Environmentally induced DNA methylation variants may mediate gene expression responses to environmental changes. If such induced variants are transgenerationally stable, there is potential for expression responses to persist over multiple generations. Our current knowledge in plants, however, is almost exclusively based on studies conducted in sexually reproducing species where the majority of DNA methylation changes are subject to resetting in germlines, limiting the potential for transgenerational epigenetics stress memory. Asexual reproduction circumvents germlines, and may therefore be more conducive to long-term inheritance of epigenetic marks. Taking advantage of the rapid clonal reproduction of the common duckweed Lemna minor, we hypothesize that long-term, transgenerational stress memory from exposure to high temperature can be detected in DNA methylation profiles. Using a reduced representation bisulphite sequencing approach (epiGBS), we show that temperature stress induces DNA hypermethylation at many CG and CHG cytosine contexts but not CHH. Additionally, differential methylation in CHG context that was observed was still detected in a subset of cytosines, even after 3–12 generations of culturing in a common environment. This demonstrates a memory effect of stress reflected in the methylome and that persists over multiple clonal generations. Structural annotation revealed that this memory effect in CHG methylation was enriched in transposable elements. The observed epigenetic stress memory is probably caused by stable transgenerational persistence of temperature-induced DNA methylation variants across clonal generations. To the extent that such epigenetic memory has functional consequences for gene expression and phenotypes, this result suggests potential for long-term modulation of stress responses in asexual plants.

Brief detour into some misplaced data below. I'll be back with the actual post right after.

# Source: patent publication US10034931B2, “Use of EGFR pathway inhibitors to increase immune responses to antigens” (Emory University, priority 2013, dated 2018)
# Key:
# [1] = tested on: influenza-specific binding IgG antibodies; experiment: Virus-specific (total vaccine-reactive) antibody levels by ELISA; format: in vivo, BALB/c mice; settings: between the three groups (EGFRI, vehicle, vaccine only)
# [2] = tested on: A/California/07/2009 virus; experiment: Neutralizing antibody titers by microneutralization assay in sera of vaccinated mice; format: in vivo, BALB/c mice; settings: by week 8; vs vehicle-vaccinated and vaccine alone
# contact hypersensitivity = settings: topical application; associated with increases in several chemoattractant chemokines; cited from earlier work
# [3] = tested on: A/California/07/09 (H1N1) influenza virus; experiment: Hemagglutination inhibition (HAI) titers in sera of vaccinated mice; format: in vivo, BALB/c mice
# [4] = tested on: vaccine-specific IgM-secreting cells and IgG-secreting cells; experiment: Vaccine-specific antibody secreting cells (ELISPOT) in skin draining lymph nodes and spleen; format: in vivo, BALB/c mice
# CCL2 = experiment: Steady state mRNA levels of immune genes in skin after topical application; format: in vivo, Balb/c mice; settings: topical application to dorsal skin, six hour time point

ASJC Scopus subject areas
- Ecology, Evolution, Behavior and Systematics